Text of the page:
About this recipe:A wonderful chocolate and walnut biscotti. Perfect served with a cup of hot chocolate, tea or coffee. Highly addictive!!! This Italian biscuit is twice baked to give it a hard texture, you just have to dunk it again and again...
Preheat oven to 375 degrees F (190 degrees C). Line baking sheet with parchment paper (so much easier than greased baking sheets).
In a large bowl, cream together the butter and sugar until smooth (I use my kitchenaid). Beat in the eggs one at a time, and then add the vanilla extract. Combine the flour, baking powder and cocoa. Stir into the creamed mixture until mixed well. As the mixture will be quite stiff at this stage, add the chocolate chips and walnuts and stir by hand until everything is mixed well together.
Divide the dough equally into 2. Shape into 9x2x1 inch loaves. Place onto the parchment lined baking sheet, 4 inches apart. Brush the tops with the egg yolk and water mixture. Bake for 20 minutes in the preheated oven until firm.
Remove the loaves along with the parchment paper and place on a wire rack to cool for 10 minutes. (Do not let it cool for longer, as this is often one of the problems why people have crumbling Biscotti.)
Cut each of the loaves into 12 slices using a sharp serrated knife. Return the slices to the baking tray (no need to use the parchment paper) and bake on each side for a further 10 minutes until dry, taking extra care to make sure they don’t burn.
Leave to completely cool on the wire rack, once cool drizzle with melted chocolate.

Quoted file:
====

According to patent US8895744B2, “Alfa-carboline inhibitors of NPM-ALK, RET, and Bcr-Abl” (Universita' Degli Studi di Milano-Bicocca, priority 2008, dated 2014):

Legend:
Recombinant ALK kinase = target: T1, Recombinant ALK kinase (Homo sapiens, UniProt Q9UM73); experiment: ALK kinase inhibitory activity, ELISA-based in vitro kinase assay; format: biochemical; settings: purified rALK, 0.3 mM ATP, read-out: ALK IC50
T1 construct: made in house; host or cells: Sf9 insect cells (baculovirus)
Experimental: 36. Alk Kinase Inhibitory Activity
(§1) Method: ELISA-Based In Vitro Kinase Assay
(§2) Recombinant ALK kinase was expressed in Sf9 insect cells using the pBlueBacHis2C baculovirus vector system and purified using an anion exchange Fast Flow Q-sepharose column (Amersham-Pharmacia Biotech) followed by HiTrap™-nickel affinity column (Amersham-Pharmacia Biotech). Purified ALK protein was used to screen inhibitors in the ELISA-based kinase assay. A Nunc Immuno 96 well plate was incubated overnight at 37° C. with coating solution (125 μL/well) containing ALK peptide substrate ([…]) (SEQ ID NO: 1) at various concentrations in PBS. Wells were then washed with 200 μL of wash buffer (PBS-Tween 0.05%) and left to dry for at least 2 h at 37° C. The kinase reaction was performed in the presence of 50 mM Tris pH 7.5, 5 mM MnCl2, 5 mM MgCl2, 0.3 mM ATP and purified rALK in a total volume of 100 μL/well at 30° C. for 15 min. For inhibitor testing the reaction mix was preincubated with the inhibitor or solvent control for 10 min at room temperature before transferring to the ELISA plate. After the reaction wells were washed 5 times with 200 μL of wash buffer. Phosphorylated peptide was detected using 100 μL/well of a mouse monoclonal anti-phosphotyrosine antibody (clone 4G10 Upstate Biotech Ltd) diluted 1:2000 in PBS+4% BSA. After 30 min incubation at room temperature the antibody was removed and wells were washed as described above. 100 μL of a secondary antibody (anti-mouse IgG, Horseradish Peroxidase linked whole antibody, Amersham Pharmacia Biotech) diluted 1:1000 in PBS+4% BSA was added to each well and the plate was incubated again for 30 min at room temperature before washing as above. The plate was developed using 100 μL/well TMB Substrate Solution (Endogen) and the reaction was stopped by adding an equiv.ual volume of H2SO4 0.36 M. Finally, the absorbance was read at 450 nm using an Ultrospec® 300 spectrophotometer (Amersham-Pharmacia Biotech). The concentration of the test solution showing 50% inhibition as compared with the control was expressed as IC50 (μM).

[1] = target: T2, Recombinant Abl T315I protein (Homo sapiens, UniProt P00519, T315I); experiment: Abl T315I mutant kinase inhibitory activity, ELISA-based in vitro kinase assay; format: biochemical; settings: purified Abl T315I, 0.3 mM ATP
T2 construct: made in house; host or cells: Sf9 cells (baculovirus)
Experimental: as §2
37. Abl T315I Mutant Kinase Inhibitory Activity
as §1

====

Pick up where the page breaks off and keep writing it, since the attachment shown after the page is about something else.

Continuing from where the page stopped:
Biscotti will keep for days in an airtight container, and do freeze nicely (except for chocolate dipped) in an airtight plastic bag or airtight container for a few months. You can freeze chocolate glazed biscotti but the gloss of the chocolate will dull. If I am planning to eat pretty much straight away or taking these as a hostess gift, I always wrap individually with cellophane to maintain freshness and to add additional presentation.
This is a really good little biscotti. I just made them and they came out quite nicely. I converted the volume of the ingredients to the measurements we use here in the US and adjusted them as I normally do for my nearly 2,500 meter elevation. The dough was very, very sticky and I ended up adding a couple tablespoons more flour to make it manageable. Even so, I had to form the loaves directly on the lined baking sheet because there was no way they could be handled once formed. They cracked like big chocolate cookies during baking, and that made the cutting a bit challenging, but they weren't as crumbly as some I've made. The second baking went well and they turned out just right. I drizzled melted white chocolate over them for a spectacular look and taste! Thanks, apple.strudel, for this fine recipe! - 05 Aug 2010
Altered ingredient amounts.
For my altitude of about 2,500 meters (8,000 feet), I:
- Decreased the sugar to 75g (2 5/8 ounces)
- Added 1 Tablespoon brewed coffee for added liquid
- Increased the flour to 260g (9 1/8 ounces)
- Decreased the baking powder to 1 1/2 teaspoons
- Maintained the same baking and toasting oven temperature (I often increase this by 25°F or 14°C) - 05 Aug 2010